Many practitioners wonder what the differences are between these two very popular formulas to prevent and treat common wind-heat invasion. One main difference is that Yin Qiao is exclusively for wind-heat invasion, whereas Gan Mao Ling, likely due to its ability to strengthen the immune system, can also be used for the initial stages of wind-cold. Therefore, Gan Mao Ling may be safely taken by a patient before a determination is made as to the etiology of an early stage wind invasion, as well as for short term prevention of a wind invasion. However, if Gan Mao Ling does not work in the first couple of days...Read More
Dr. Wu Ju-Tong created Sha Shen Mai Men Dong Wan as a variation of Mai Men Dong Tang with the intention of treating dry cough in the Autumn. It was first published in his Systematic Differentiation of Warm Disease⁄Wen Bing Tiao Bian in 1798. This classic formula treats injury due to dryness to the Lung and Stomach, which are very sensitive to both invasion by pathogenic dryness and excessive dryness of the air or diet. It gently replenishes lost moisture to the mucus membranes lining the Lung and Stomach to resolve occasional dry hacking cough and wheezing, as well as thirst, dry throat, mouth, lips and nasal passages...Read More
In the modern clinic, Tian Ma Wan is often used for perimenopausal women with a mixed pattern of Liver and Kidney deficiency (Yin, Blood, possibly slight Yang Xu) and some combination of wind-damp Bi Zheng, episodes of Liver Yang rising and possibly the stirring of internal wind to the head. Key symptoms include occasional headaches and/or dizziness, neck, shoulder and upper back tension, hot flashes and facial/neck flushing, difficulty sleeping, irritability, as well as occasional pain, stiffness and spasm in various locations, but particularly the neck, shoulder, hip, low back and legs...Read More
In the modern clinic, Si Ni San is used for Liver Qi stagnation patterns with cold extremities, stress, emotional upset and digestive disturbance. Key symptoms include digestive issues in a patient with cold hands and feet where the cold is usually limited to the fingers and toes and doesn’t extend past the wrists or ankles, symptoms are worsened by strong emotions and stress, and are accompanied by a wiry pulse and a red tongue.Read More
Mayway invites you to come celebrate the full moon, bounty of the season and enjoy a gathering of TCM professionals. We have some delicious Chinese herb dishes planned, so swing by to taste them and get a recipe card! Take a free 1.5 CEU class - on the Treatment of Chinese Herbs with Sulfur Fumigation, taste herbal soups, extract powders, moon cakes and more!Read More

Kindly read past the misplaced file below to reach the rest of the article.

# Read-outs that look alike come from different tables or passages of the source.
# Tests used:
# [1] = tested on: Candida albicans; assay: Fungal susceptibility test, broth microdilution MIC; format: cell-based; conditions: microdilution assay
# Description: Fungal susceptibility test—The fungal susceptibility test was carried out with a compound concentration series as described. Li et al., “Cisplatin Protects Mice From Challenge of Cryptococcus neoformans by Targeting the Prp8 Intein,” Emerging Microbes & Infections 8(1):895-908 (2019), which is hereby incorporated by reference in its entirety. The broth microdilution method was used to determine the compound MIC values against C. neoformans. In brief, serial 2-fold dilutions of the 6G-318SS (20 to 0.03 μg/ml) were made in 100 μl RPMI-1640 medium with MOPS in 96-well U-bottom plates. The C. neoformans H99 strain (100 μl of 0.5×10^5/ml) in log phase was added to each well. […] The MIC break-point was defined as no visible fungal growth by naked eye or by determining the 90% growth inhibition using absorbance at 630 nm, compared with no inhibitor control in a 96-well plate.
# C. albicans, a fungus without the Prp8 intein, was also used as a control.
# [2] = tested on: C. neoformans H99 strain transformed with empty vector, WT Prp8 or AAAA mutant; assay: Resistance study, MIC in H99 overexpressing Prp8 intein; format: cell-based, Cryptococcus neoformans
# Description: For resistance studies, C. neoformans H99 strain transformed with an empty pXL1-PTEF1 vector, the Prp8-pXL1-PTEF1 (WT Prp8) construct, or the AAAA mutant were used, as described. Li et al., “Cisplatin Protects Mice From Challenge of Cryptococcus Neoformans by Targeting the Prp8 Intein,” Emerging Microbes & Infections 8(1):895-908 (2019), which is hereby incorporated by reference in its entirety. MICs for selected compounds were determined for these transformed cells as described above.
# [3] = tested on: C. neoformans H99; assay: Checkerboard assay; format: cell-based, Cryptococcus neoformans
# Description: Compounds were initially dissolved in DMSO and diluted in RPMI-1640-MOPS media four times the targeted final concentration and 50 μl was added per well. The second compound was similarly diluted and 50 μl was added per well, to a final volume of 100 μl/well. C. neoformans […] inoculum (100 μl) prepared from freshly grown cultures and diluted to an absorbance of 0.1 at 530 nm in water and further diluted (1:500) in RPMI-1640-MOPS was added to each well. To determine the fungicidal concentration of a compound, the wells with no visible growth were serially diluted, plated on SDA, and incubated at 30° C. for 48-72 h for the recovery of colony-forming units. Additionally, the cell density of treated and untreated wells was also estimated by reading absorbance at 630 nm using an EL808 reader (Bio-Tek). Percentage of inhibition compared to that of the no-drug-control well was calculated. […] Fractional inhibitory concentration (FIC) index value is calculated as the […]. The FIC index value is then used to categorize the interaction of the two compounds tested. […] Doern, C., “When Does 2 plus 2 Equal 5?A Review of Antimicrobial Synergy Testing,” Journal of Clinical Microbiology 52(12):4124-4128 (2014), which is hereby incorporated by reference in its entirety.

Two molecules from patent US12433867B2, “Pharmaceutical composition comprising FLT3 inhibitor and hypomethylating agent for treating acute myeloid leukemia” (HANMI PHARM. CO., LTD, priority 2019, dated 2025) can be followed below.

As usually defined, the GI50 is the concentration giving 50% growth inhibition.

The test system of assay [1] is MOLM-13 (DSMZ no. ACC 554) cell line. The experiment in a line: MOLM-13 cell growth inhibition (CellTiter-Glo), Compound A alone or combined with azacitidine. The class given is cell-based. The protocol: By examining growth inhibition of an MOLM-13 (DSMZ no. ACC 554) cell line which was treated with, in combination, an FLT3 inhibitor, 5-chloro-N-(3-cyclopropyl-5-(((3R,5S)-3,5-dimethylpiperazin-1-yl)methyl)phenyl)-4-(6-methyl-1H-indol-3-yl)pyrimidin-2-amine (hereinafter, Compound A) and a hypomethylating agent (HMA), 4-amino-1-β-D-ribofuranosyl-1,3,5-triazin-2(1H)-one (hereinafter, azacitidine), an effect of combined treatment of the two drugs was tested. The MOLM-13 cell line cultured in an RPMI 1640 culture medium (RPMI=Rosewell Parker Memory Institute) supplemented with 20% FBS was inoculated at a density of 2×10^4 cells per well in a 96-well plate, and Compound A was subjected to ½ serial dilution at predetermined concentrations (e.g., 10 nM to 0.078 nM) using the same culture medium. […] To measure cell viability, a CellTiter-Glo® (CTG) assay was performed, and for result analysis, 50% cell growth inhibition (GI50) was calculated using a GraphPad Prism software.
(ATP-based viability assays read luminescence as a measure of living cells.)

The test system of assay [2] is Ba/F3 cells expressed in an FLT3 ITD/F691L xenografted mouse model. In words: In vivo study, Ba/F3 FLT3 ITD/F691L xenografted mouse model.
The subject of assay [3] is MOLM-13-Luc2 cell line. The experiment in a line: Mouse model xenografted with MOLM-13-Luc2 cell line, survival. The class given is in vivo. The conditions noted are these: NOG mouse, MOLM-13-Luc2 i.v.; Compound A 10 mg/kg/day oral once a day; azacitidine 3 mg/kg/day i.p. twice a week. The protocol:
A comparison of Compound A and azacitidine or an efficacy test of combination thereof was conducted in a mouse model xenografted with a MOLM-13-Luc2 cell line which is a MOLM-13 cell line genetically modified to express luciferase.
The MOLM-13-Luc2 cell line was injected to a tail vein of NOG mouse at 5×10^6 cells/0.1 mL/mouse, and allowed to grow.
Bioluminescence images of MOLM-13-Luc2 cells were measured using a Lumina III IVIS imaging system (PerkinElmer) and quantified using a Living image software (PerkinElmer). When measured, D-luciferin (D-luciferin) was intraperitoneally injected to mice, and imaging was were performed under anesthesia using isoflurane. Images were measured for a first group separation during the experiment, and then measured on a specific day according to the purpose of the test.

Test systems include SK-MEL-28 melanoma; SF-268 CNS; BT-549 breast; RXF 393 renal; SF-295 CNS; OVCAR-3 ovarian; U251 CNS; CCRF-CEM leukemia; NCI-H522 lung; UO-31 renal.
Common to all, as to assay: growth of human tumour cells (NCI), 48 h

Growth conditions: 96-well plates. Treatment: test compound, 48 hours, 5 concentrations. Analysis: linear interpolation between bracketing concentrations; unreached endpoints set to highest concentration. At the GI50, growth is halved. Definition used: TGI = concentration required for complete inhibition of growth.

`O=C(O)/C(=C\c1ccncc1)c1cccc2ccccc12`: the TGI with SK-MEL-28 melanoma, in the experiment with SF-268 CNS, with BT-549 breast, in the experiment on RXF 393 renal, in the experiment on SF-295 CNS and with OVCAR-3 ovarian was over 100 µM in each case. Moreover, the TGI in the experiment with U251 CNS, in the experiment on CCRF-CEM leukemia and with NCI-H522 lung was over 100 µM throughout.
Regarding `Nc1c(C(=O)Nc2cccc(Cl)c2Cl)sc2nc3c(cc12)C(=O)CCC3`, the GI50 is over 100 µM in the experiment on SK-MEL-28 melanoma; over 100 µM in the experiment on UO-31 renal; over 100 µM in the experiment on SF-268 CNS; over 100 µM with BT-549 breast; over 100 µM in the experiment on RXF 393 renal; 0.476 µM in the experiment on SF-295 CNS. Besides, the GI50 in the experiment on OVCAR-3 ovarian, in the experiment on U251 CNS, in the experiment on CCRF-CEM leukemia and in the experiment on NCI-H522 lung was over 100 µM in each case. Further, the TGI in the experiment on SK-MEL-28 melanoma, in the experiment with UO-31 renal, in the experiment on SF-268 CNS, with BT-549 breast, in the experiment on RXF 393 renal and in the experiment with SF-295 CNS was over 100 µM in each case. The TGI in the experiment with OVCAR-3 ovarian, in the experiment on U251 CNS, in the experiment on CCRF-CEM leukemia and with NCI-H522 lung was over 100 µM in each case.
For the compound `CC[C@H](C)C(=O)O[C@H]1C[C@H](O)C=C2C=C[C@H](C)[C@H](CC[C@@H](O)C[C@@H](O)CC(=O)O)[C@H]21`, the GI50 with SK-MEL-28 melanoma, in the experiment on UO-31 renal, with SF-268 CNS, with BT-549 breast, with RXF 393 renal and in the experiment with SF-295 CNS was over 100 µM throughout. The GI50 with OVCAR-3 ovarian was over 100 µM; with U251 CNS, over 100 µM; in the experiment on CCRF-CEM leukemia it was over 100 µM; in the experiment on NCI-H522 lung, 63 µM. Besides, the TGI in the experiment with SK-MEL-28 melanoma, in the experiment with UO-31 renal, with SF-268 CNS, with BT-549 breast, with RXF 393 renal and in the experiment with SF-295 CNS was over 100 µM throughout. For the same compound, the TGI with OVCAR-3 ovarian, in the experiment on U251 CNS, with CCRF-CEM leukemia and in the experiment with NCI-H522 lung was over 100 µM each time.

The primary goal of Zi Sheng Wan is to strengthen Spleen Qi and specifically the Spleen's ability to transform food and transport fluids, thus invigorating digestive function and increasing the absorption of nutrients. Secondarily it eliminates the blockage of food stagnation and dampness that has accumulated in the Stomach and Intestines due to the improperly digested food, and clears heat or damp-heat that may have been generated from the chronic stagnation.Read More
Qing Wei San was written by Li Dongyuan and published in his classic formula book, Lan Shi Mi Cang/Secrets from the Orchid Chamber, in 1336 A.D. Qing Wei San is indicated for Stomach heat and fire causing occasional toothache, and occasional mouth sores on the tongue and lips.Read More
As the name Ba Ji Yin Yang Wan implies, this “Yin Yang” formula featuring Ba Ji Tian restores the equilibrium of Yin and Yang to the body by warming Kidney Yang and the Ming Men fire while simultaneously preserving the Yin fluids that keep the fire in balance. Ba Ji Yin Yang Wan is specifically indicated for Kidney Yang deficiency leading to the instability of the lower jiao, resulting in the inability to store Jing-essence and contain or control body fluids.Read More
Laura Stropes, L.Ac.
We are celebrating women's health and the fabulous contributions that women are making in traditional Chinese medicine! Check out our interviews with Yvonne Charles of Charlotte Maxwell Clinic, Valerie Hobbs, L.Ac., specializing in women's health and former midwife, Susan Johnson, L.Ac., respected author and instructor of Master Tung's points, Sally Rappeport, L.Ac., acupuncturist and co-founder of the Shen Nong Society, and Ravyn Stanfield, Executive Director of Acupuncturists Without Borders.Read More
Raven Lang, L.Ac., O.M.D.
The classic writings I quote are taken from the Zhubing Yuanhuo Lun, the Mawangdui, and Sun Si Miao. They will offer you the ability to contemplate the first three of the ten lunar months of pregnancy, interpreted and practiced by the leading physicians of that time. In studying the ancients on their thoughts regarding pregnancy, we must realize that these teachings came from the astute observations and witnessing of nature in all its glory and violence. The lessons the ancients learned originated from watching the power and influence of the moon, sun and stars, the weather, seasons, elements, the sowing, cultivating, and harvesting of crops, the language of plants and animals, and bottom line, the interdependence of all these factors as they affect everything on earth. These lessons influenced the religion, culture, philosophy, politics, and wars waged during those venerable times.Read More